You can purchase Healing the Sacred Divide at this Amazon link or www.Larsonpublications.com.

 

The Frightening Effects of Religious Change August 10, 2012

We live in a remarkable time characterized by revolutionary changes occurring in every aspect of human endeavor. Some are deeply disturbing, especially when they are accompanied by conflict and violence. But this does not necessarily mean the changes themselves are bad. It simply means the collective psyche has not yet grown mature enough to easily accept needed change or always accomplish it peacefully.

Take, for example, the need to enlarge our elitist and restrictive ideas about God.  Karen Armstrong, author of A History of God, says, “The very fact that, as a person, God has a gender is…limiting;  it means that the sexuality of half the human race is sacralized at the expense of the female and can lead to a neurotic and inadequate imbalance in human sexual mores.”  We have only to look at current events to see the horrific effects of this imbalance which has dominated religious thinking for over 5,000 years. And, of course, these effects are not restricted to religious matters. They pervade every societal institution and every psyche.

But change is afoot. A new psycho-spiritual awakening is inexorably seeping out of the collective unconscious and entering collective awareness. And it is beyond anyone’s capacity to stop it.  In 1987 Jean Houston wrote:

“Many of us in research and clinical psychology have recently witnessed in our research subjects and clients a remarkable activation of images of female principles, archetypes, and goddesses… The women’s movement may be the outward manifestation of what is happening on depth levels in essential, mythic, and archetypal space-time….all the evidence indicates that the feminine archetype is returning.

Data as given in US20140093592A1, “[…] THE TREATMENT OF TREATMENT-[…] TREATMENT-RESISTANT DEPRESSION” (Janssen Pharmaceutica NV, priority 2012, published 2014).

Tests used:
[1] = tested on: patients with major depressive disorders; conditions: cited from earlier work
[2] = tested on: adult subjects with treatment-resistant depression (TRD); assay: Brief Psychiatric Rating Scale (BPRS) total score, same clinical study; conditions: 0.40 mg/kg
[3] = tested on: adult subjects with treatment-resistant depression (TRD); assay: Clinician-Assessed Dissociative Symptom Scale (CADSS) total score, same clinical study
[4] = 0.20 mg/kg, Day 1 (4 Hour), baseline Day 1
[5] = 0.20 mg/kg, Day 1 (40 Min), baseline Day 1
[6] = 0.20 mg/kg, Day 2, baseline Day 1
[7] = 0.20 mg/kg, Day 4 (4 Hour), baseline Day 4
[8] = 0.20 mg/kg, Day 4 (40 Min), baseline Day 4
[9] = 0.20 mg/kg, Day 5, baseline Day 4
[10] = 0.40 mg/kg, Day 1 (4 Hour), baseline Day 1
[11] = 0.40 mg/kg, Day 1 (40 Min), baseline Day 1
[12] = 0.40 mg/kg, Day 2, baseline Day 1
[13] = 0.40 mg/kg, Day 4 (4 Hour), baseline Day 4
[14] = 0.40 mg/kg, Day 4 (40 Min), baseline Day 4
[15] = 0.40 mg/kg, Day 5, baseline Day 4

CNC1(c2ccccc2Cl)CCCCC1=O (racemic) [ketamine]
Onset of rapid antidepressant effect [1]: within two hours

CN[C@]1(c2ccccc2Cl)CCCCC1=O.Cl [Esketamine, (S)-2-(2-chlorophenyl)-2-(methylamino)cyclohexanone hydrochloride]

“Denied and repressed for thousands of years, the goddess archetype returns at a time when the breakdown of the old story leaves us desperate for love, for security for protection, for meaning. It leaves us yearning for a nurturing and cultivation of our whole being, that we might be adequate stewards of the planetary culture.”

Twenty-five years later, some people are still alarmed by this phenomenon which shakes the core of their faiths, and beneath the faiths, the dysfunctional self-images they validate. The immature ego’s resistance to integrating the feminine is the underlying explanation for how masses of “religious” people can turn their backs on injustices perpetrated against women. And not just women, but anyone whose empowerment threatens those in power. This does not just happen in remote locations and “other” religions. In fact many of our most hotly contested political debates are currently fueled by the same resistance.

So what are the highly-resisted changes that the return of the feminine archetype threatens to bring? I see two major ones.

First, there will be a gradual shift away from divisive cultural biases and toward universal compassion and social justice.  Despite the fact that so many believers do not yet comprehend the significance of these values, their souls intrinsically know them to be fundamental and will recognize them at the roots of every authentic religion.

Second, the burden of bringing psychological thinking and spiritual living into the everyday lives of the average person will be lifted from the shoulders of those committed theologians and clergy whose true passions lie in theory and not in the messy practical realities of everyday life.  With the guidance and wholehearted blessings of gifted spirit persons, the responsibility for spiritual development will be happily handed over to those to whom it truly belongs:   individual seekers who alone know what brings spiritual meaning to their lives and whose psyches contain everything they need to find it for themselves.

Scary stuff, huh? So why exactly do so many of us still resist religious change?